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Editor-In-Chief: C. Michael Gibson, M.S., M.D. [1]


Gram-positive Bacillus anthracis bacteria (purple rods) in cerebrospinal fluid sample. The other cells are white blood cells

Gram-positive bacteria are those that retain a crystal violet dye during the Gram stain process.[1] Gram-positive bacteria appear blue or violet under a microscope, while Gram-negative bacteria appear red or pink. The Gram classification system is empirical, and largely based on differences in cell wall structure.[2] The purpose of Gram staining is to visually differentiate groups of bacteria, primarily for identification.


Gram positive and negative cell wall structure

The following characteristics are generally present in a Gram-positive bacterium:[3]

  1. A very thick cell wall (peptidoglycan).
  2. If a flagellum is present, it contains two rings for support as opposed to four in Gram-negative bacteria because Gram-positive bacteria have only one membrane layer.
  3. Teichoic acids and lipoteichoic acids are present, which serve to act as chelating agents, and also for certain types of adherence.
Structure of Gram-positive cell wall

History of Gram positive

In the original bacterial phyla, the Gram-positive forms made up the phylum Firmicutes, a name now used for the largest group. It includes many well-known genera such as Bacillus, Listeria, Staphylococcus, Streptococcus, Enterococcus, and Clostridium. It has also been expanded to include the Mollicutes, bacteria like Mycoplasma that lack cell walls and so cannot be stained by Gram, but are derived from such forms.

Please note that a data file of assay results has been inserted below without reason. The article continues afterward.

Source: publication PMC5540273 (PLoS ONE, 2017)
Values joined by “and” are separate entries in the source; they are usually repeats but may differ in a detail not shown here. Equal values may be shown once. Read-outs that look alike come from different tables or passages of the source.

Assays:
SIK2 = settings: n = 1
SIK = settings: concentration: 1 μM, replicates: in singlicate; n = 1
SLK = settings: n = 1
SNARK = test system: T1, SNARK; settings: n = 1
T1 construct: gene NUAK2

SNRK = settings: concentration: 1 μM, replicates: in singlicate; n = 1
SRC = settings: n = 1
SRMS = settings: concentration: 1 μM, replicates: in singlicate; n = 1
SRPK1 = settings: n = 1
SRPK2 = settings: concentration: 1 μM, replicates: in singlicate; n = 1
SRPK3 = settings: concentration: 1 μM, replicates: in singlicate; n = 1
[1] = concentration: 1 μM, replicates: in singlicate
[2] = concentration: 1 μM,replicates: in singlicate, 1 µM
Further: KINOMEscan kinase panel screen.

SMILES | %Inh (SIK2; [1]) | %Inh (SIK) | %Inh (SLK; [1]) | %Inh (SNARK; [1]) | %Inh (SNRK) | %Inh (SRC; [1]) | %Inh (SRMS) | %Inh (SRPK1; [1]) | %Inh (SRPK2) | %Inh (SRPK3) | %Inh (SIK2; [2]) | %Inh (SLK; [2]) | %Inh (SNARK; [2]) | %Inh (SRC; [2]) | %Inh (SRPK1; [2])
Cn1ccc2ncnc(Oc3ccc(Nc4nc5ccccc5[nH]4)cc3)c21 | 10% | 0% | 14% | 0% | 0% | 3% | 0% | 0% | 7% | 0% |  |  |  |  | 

The actinobacteria are another major group of Gram-positive bacteria; they and the Firmicutes are referred to as the high and low G+C groups based on the guanosine and cytosine content of their DNA. If the second membrane is a derived condition, the two may have been basal among the bacteria; otherwise they are probably a relatively recent monophyletic group. They have been considered as possible ancestors for the archaeans and eukaryotes, both because they are unusual in lacking the second membrane and because of various biochemical similarities such as the presence of sterols.

The Deinococcus-Thermus bacteria also have Gram-positive stains, although they are structurally similar to Gram-negative bacteria.

Both Gram-positive and Gram-negative bacteria may have a membrane called an S-layer. In Gram-negative bacteria, the S-layer is directly attached to the outer membrane. In Gram-positive bacteria, the S-layer is attached to the peptidoglycan layer. Unique to Gram-positive bacteria is the presence of teichoic acids in the cell wall. Some particular teichoic acids, lipoteichoic acids, have a lipid component and can assist in anchoring peptidoglycan, as the lipid component is embedded in the membrane.

See also


  1. Ryan KJ; Ray CG (editors) (2004). Sherris Medical Microbiology (4th ed. ed.). McGraw Hill. pp. pp. 232&ndash, 3. ISBN 0838585299.
  2. Baron, Samuel (1996). Medical Microbiology (4th ed. ed.). The University of Texas Medical Branch at Galveston. ISBN 0-9631172-1-1.
  3. Madigan M; Martinko J (editors). (2005). Brock Biology of Microorganisms (11th ed. ed.). Prentice Hall. ISBN 0131443291.

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